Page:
7. He owns an independent movie theater.

In 2006, The Jean Cocteau Cinema in Santa Fe closed its doors, which saddened many locals who were regular patrons, Martin among them. Several years later, Martin decided to give the theater a second life and, after a slight makeover, reopened its doors in 2013. Today, in addition to independent films, the theater holds regular special events—including screenings of Game of Thrones episodes. There's also an onsite bar that serves Game of Thrones-themed cocktails, like the signature White Walker.

8. Martin credits HBO with changing the rules of television.

Network television standards may have been too tame and regimented for Martin's tastes, but all that changed with HBO and The Sopranos, which he credits as paving the way for a series like Game of Thrones to exist in its current form at all.

"I credit HBO with smashing the damn trope that everybody had to be likable on television," Martin told Rolling Stone. "The Sopranos turned it around. When you meet Tony Soprano, he’s in the psychiatrist office, he’s talking about the ducks, his depression and that stuff, and you like this guy. Then he gets in his car and he’s driving away and he sees someone who owes him money, and he jumps out and he starts stomping him. Now how likable was he? Well you didn’t care, because they already had you. A character like Walter White on Breaking Bad could never have existed before HBO."

9. Martin thinks it's important for writers to break the rules.

While he's an admitted fan of William Goldman, Martin has a very different opinion of noted screenplay expert Syd Field. "There is a book out there by Syd and it’s his guide to writing screenplays and it’s probably one of the most harmful things that has ever been done for the movie industry,” Martin said. “For some perverse reason, it has become the bible not for writers but for what we call 'the suits,' the guys at the studios whose job it is to develop properties and give notes to supervise screenplays. They take Syd Field’s course and they buy the book and they start criticizing screenplays like, ‘Well you know, the first turn is supposed to be on page 12 and yours is not until page 17, so obviously this won’t do!'"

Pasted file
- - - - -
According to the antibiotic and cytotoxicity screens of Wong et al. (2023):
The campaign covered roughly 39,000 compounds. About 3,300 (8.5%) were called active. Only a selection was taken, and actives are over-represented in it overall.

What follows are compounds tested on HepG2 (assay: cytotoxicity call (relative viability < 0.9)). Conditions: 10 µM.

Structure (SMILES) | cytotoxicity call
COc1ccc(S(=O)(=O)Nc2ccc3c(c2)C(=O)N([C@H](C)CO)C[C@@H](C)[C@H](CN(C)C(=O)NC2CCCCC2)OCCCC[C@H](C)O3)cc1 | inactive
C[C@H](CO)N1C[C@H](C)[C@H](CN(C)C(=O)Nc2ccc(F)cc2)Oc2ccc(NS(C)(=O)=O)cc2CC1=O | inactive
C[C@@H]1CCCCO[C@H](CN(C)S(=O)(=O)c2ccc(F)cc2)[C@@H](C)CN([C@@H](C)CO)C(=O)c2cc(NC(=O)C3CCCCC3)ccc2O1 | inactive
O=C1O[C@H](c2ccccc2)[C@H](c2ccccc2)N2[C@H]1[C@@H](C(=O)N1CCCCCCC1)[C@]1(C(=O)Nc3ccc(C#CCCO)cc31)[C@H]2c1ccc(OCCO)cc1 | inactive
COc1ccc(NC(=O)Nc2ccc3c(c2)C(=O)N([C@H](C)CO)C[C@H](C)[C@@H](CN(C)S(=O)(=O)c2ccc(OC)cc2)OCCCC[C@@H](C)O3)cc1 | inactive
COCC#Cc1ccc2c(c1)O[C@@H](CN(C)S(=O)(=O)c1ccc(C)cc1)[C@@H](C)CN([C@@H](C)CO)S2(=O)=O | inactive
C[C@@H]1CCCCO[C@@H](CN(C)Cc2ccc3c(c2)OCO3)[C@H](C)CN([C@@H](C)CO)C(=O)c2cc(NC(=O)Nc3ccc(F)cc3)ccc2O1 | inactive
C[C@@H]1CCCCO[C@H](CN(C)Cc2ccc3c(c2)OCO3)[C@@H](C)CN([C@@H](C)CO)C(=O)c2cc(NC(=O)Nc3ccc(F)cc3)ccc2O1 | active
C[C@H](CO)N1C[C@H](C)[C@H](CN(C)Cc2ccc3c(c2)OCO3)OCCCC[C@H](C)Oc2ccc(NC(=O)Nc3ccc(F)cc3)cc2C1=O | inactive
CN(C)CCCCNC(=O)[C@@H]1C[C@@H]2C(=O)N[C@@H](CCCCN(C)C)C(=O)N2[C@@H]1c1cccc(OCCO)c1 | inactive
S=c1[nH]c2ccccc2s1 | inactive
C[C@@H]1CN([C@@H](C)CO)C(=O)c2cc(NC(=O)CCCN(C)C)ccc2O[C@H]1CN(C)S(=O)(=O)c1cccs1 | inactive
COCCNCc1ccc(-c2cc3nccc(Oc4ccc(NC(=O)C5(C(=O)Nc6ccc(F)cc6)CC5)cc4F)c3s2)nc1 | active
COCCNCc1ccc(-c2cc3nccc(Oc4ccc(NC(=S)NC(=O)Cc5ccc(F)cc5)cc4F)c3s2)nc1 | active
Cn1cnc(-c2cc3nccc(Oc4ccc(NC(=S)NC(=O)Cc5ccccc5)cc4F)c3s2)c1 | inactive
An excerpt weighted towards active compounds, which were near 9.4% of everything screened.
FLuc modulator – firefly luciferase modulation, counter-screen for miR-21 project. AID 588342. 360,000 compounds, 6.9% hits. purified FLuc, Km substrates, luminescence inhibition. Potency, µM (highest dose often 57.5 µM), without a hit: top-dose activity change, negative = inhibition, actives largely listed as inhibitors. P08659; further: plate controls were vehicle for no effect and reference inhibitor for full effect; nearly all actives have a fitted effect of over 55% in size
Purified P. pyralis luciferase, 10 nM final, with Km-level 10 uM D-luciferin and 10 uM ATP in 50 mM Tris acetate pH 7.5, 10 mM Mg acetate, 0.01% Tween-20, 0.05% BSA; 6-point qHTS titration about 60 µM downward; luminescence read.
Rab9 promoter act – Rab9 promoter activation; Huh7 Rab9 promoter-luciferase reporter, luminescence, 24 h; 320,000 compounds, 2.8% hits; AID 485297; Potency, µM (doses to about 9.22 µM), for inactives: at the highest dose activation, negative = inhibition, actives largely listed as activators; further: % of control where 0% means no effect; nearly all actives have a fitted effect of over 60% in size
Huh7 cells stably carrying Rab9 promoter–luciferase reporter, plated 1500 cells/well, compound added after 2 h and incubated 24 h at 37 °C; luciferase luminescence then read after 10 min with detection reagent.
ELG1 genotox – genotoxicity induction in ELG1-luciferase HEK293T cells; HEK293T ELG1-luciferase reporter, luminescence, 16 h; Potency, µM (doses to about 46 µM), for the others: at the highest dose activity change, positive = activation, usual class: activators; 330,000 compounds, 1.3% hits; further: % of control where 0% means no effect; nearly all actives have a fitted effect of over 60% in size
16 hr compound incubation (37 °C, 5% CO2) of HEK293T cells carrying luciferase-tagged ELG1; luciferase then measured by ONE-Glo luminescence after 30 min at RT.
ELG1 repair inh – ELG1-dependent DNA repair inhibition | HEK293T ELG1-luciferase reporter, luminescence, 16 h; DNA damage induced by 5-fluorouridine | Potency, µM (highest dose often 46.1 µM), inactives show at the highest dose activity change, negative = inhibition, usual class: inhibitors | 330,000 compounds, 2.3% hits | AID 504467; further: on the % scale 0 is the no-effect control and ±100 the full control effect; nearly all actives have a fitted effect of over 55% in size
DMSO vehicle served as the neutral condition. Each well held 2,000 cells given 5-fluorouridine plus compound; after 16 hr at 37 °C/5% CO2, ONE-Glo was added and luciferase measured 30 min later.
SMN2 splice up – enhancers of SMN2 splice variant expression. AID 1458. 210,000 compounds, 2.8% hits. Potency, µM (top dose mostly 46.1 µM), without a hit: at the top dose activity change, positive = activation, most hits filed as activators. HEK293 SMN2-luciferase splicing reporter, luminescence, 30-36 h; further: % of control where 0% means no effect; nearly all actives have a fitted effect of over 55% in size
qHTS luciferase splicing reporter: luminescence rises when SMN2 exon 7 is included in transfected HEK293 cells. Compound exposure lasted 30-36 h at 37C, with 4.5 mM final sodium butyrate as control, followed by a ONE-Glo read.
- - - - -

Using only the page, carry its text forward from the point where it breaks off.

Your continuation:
"Syd just writes downs these ridiculous rules," Martin continued. "If there really was a formula as he says, then every movie would be a blockbuster. We would just connect A, B, and C and we would have a great movie and everyone would pack the theater to see it. But every movie is not a blockbuster. Many movies that follow his rules precisely actually go down the toilet."

10. He’s a skilled chess player.

"I started playing chess when I was quite young, in grade school," Martin told The Independent. "I played it through high school. In college, I founded the chess club. I was captain of the chess team." Eventually, Martin discovered that he could actually make some money off this skill.

"For two or three years, I had a pretty good situation. Most writers who have to have a day job work five days a week and then they have the weekend off to write. These chess tournaments were all on the weekend so I had to work on Saturday and Sunday, but then I had five days off to write. The chess generated enough money for me to pay my bills."

11. He has a very specific way of writing, which is why he hasn't finished the winds of winter.

Fans have been waiting for a while for the next book in the A Song of Ice and Fire series, and Martin has been honest about why it's taking him so long. "Writer’s block isn’t to blame here, it’s distraction," he said. "In recent years, all of the work I’ve been doing creates problems because it creates distraction. Because the books and the show are so popular I have interviews to do constantly. I have travel plans constantly. It’s like suddenly I get invited to travel to South Africa or Dubai, and who’s passing up a free trip to Dubai? I don’t write when I travel. I don’t write in hotel rooms. I don’t write on airplanes. I really have to be in my own house undisturbed to write. Through most of my life no body did bother me, but now everyone bothers me every day."

Can You Guess the Meaning of These Dothraki Words?